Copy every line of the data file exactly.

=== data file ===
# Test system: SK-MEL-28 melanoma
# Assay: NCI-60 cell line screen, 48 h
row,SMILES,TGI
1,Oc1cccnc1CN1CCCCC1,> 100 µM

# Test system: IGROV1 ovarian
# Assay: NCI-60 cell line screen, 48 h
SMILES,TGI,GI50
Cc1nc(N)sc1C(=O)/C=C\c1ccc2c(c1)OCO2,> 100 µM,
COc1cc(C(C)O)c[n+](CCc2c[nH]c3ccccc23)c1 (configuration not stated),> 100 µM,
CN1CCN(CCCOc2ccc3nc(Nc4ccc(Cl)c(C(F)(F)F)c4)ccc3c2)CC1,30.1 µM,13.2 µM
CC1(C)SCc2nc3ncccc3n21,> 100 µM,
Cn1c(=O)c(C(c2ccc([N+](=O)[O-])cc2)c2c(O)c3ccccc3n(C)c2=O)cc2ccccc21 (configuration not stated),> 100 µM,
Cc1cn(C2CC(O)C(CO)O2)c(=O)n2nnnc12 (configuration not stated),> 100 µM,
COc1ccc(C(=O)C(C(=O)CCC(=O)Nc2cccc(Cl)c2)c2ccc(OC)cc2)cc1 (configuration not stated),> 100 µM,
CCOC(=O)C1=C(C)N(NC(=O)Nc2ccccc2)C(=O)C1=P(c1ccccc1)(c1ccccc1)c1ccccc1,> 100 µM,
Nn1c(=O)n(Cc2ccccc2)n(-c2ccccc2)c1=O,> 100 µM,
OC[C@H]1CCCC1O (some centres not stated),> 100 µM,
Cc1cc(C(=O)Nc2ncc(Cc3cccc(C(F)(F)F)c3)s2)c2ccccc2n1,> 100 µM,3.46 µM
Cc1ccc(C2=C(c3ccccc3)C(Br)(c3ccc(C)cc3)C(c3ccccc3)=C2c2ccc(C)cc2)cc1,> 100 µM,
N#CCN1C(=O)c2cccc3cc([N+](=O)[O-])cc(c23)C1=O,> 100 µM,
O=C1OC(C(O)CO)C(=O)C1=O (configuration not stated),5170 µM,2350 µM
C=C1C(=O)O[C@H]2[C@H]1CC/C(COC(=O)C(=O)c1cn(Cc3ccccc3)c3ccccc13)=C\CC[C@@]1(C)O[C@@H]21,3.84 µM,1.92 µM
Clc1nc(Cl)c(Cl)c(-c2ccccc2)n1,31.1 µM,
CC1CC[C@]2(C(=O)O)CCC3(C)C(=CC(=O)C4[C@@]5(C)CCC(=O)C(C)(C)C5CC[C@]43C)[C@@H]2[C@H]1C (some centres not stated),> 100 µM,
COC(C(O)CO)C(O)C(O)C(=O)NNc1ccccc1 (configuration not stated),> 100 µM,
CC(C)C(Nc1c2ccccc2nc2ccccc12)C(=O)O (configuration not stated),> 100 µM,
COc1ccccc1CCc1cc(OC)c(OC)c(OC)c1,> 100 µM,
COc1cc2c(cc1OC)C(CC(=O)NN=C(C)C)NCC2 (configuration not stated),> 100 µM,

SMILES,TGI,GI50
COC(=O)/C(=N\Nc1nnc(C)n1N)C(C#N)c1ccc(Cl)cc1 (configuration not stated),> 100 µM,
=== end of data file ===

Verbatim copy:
# Test system: SK-MEL-28 melanoma
# Assay: NCI-60 cell line screen, 48 h
row,SMILES,TGI
1,Oc1cccnc1CN1CCCCC1,> 100 µM

# Test system: IGROV1 ovarian
# Assay: NCI-60 cell line screen, 48 h
SMILES,TGI,GI50
Cc1nc(N)sc1C(=O)/C=C\c1ccc2c(c1)OCO2,> 100 µM,
COc1cc(C(C)O)c[n+](CCc2c[nH]c3ccccc23)c1 (configuration not stated),> 100 µM,
CN1CCN(CCCOc2ccc3nc(Nc4ccc(Cl)c(C(F)(F)F)c4)ccc3c2)CC1,30.1 µM,13.2 µM
CC1(C)SCc2nc3ncccc3n21,> 100 µM,
Cn1c(=O)c(C(c2ccc([N+](=O)[O-])cc2)c2c(O)c3ccccc3n(C)c2=O)cc2ccccc21 (configuration not stated),> 100 µM,
Cc1cn(C2CC(O)C(CO)O2)c(=O)n2nnnc12 (configuration not stated),> 100 µM,
COc1ccc(C(=O)C(C(=O)CCC(=O)Nc2cccc(Cl)c2)c2ccc(OC)cc2)cc1 (configuration not stated),> 100 µM,
CCOC(=O)C1=C(C)N(NC(=O)Nc2ccccc2)C(=O)C1=P(c1ccccc1)(c1ccccc1)c1ccccc1,> 100 µM,
Nn1c(=O)n(Cc2ccccc2)n(-c2ccccc2)c1=O,> 100 µM,
OC[C@H]1CCCC1O (some centres not stated),> 100 µM,
Cc1cc(C(=O)Nc2ncc(Cc3cccc(C(F)(F)F)c3)s2)c2ccccc2n1,> 100 µM,3.46 µM
Cc1ccc(C2=C(c3ccccc3)C(Br)(c3ccc(C)cc3)C(c3ccccc3)=C2c2ccc(C)cc2)cc1,> 100 µM,
N#CCN1C(=O)c2cccc3cc([N+](=O)[O-])cc(c23)C1=O,> 100 µM,
O=C1OC(C(O)CO)C(=O)C1=O (configuration not stated),5170 µM,2350 µM
C=C1C(=O)O[C@H]2[C@H]1CC/C(COC(=O)C(=O)c1cn(Cc3ccccc3)c3ccccc13)=C\CC[C@@]1(C)O[C@@H]21,3.84 µM,1.92 µM
Clc1nc(Cl)c(Cl)c(-c2ccccc2)n1,31.1 µM,
CC1CC[C@]2(C(=O)O)CCC3(C)C(=CC(=O)C4[C@@]5(C)CCC(=O)C(C)(C)C5CC[C@]43C)[C@@H]2[C@H]1C (some centres not stated),> 100 µM,
COC(C(O)CO)C(O)C(O)C(=O)NNc1ccccc1 (configuration not stated),> 100 µM,
CC(C)C(Nc1c2ccccc2nc2ccccc12)C(=O)O (configuration not stated),> 100 µM,
COc1ccccc1CCc1cc(OC)c(OC)c(OC)c1,> 100 µM,
COc1cc2c(cc1OC)C(CC(=O)NN=C(C)C)NCC2 (configuration not stated),> 100 µM,

SMILES,TGI,GI50
COC(=O)/C(=N\Nc1nnc(C)n1N)C(C#N)c1ccc(Cl)cc1 (configuration not stated),> 100 µM,